Book Review: MRS MIDNIGHT AND OTHER STORIES

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Review: Mrs Midnight And Other Stories / Author: Reggie Oliver / Publisher: Tartarus Press / Release Date: Out Now

Reggie Oliver has enjoyed considerable success as a playwright and biographer, but his first collection of short stories, The Dreams of Cardinal Vittorini (2003), also revealed that he has a rare gift for tales of the uncanny. This, his fifth collection, confirms that he is one of the finest purveyors of the traditional ghost story working today.

Many of the tales enjoy a shabbily theatrical setting. In the title story, a TV celeb is roped by a girl he fancies into helping with the restoration of a derelict music hall, only to discover that the rotting hulk, home to dossers and junkies, harbours a grisly secret. Set in the early '80s, The Dancer in the Dark concerns Allan, a jobbing actor who lands a part in a tired drawing room drama written, directed by and starring a clique of superannuated has-beens known collectively as “the Oldies”. As the Oldies give vent to various long-held grudges and jealousies, Allan looks on, an appalled and helpless witness.

The scene shifts to Kenya in the 1970s for The Look, the tale of a brittle, gin-soaked plantation owner's wife which references the infamous Happy Valley murder case (subject of the film White Mischief), and to the Crimea in 1919 for The Philosophy of the Damned, where a bizarre theatrical troupe descends upon a seaside resort stranded by the tides of civil war.

Oliver handles these changes of period and locale with consummate ease, sketching in people and places with elegant, polished phrases that make him an absolute joy to read. He's a very funny writer, too, with a sharp eye for the crassness and absurdity of human behaviour – as in the lightest of these stories, The Giacometti Crucifixion, about the controversy stirred up by the Master of an Oxford College when he tries to install a piece of modern sculpture in their historic chapel.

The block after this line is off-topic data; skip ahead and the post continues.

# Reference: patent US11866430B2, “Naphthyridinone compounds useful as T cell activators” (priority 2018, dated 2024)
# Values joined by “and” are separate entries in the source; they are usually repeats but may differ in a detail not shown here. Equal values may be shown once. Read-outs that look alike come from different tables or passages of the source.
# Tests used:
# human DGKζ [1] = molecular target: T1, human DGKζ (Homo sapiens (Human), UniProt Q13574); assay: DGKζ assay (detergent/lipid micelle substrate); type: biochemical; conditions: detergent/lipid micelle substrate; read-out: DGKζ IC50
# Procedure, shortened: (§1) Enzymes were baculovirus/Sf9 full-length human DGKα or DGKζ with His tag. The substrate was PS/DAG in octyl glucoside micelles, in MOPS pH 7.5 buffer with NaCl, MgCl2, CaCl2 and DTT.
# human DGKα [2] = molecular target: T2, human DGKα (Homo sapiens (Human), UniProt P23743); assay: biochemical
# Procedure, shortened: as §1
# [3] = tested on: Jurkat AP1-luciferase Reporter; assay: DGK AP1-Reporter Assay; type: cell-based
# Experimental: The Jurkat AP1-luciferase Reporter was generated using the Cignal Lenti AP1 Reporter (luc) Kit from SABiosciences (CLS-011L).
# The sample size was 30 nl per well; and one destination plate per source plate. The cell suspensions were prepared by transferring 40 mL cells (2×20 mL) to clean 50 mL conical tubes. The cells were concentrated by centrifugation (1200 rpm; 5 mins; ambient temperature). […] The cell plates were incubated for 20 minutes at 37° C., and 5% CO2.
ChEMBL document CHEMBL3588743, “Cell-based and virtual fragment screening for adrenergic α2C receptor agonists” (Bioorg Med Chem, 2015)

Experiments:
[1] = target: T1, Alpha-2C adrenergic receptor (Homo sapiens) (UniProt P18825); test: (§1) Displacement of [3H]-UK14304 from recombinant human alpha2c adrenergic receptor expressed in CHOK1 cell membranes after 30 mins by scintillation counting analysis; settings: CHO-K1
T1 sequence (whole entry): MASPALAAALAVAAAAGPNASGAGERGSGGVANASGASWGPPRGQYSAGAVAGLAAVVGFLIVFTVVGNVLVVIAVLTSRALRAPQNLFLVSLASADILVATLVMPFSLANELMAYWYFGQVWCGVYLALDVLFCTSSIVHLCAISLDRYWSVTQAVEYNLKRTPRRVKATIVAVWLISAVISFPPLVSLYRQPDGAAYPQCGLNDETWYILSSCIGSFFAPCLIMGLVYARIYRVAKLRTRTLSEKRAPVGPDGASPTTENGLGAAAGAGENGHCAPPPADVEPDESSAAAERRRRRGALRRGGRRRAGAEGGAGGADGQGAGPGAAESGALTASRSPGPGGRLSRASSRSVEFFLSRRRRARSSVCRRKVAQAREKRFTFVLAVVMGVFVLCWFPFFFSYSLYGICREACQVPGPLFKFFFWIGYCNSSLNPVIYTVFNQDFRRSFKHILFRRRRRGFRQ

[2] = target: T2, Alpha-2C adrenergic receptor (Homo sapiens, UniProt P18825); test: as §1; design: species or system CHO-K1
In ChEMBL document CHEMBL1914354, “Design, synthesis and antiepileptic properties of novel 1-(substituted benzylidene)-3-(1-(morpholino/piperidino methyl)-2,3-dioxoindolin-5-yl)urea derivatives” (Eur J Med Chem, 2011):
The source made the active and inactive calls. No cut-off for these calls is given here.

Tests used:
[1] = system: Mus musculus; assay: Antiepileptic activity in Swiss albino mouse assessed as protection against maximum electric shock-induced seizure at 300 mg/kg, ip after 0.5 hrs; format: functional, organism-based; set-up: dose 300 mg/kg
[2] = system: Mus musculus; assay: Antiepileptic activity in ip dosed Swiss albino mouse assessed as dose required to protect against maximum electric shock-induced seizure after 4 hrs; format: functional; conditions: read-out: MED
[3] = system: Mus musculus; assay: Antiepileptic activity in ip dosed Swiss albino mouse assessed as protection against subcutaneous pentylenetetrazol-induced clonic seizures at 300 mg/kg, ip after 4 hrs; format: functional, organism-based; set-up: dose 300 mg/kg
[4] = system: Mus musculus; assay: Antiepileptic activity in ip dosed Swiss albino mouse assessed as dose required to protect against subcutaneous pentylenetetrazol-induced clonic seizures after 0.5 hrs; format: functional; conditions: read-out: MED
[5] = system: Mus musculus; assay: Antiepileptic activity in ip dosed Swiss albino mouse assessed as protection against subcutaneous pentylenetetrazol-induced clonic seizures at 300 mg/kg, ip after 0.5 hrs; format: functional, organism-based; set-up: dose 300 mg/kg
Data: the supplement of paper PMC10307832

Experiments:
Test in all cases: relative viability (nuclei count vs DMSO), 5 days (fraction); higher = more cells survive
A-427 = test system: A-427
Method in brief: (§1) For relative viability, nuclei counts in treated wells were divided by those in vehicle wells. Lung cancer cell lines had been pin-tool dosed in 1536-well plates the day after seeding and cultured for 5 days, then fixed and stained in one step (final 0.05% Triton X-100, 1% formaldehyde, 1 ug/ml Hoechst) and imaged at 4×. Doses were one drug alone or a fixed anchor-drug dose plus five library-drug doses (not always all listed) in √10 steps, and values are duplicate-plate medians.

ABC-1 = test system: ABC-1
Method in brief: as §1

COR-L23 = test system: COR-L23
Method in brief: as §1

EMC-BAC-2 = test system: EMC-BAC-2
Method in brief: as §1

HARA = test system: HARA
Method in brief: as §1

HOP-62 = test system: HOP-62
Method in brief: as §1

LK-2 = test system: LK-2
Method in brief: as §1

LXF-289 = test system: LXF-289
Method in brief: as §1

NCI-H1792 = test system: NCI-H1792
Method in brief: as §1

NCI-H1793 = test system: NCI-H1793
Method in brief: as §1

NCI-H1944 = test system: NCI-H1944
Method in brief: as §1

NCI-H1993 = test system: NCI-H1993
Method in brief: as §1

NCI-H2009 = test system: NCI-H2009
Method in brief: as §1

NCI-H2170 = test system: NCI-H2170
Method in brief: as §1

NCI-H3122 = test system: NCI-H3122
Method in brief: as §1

In his world, the most bland, untroubled settings seem to be a breeding ground for sinister undercurrents. The impressive Meeting with Mike starts off as an almost Graham Greene-ish tale about a group of elderly aristos at a plush Swiss clinic before taking a sharp turn into weird science, while You Have Nothing to Fear channels the glamorous, country house vibe of a Jilly Cooper blockbuster as a posh photographer seduces and exploits an attractive model against a background of the early '70s pop art scene.

Genteel and civilised, certainly, but far from dry and dusty, this collection delights from beginning to end with its winning mix of sparkle and chills. Illustrated with vignettes by the author, it's a handsome-looking book, too, one that would make an excellent Christmas present for anyone fond of old school spookiness.

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